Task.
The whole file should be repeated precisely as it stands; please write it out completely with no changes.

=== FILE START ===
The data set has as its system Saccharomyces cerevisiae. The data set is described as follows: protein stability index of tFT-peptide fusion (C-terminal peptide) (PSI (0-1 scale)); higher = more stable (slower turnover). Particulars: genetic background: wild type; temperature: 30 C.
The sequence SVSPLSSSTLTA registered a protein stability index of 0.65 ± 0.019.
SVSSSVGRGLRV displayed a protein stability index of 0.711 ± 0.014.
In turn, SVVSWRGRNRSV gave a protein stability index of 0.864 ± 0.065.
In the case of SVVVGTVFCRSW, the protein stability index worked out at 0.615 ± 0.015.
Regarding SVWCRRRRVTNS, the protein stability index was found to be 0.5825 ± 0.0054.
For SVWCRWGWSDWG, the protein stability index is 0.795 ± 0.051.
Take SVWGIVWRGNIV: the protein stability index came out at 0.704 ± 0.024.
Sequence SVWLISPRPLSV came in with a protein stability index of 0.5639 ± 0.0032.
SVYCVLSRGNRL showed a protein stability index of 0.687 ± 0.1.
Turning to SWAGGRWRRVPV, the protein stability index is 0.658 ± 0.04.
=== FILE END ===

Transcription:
The data set has as its system Saccharomyces cerevisiae. The data set is described as follows: protein stability index of tFT-peptide fusion (C-terminal peptide) (PSI (0-1 scale)); higher = more stable (slower turnover). Particulars: genetic background: wild type; temperature: 30 C.
The sequence SVSPLSSSTLTA registered a protein stability index of 0.65 ± 0.019.
SVSSSVGRGLRV displayed a protein stability index of 0.711 ± 0.014.
In turn, SVVSWRGRNRSV gave a protein stability index of 0.864 ± 0.065.
In the case of SVVVGTVFCRSW, the protein stability index worked out at 0.615 ± 0.015.
Regarding SVWCRRRRVTNS, the protein stability index was found to be 0.5825 ± 0.0054.
For SVWCRWGWSDWG, the protein stability index is 0.795 ± 0.051.
Take SVWGIVWRGNIV: the protein stability index came out at 0.704 ± 0.024.
Sequence SVWLISPRPLSV came in with a protein stability index of 0.5639 ± 0.0032.
SVYCVLSRGNRL showed a protein stability index of 0.687 ± 0.1.
Turning to SWAGGRWRRVPV, the protein stability index is 0.658 ± 0.04.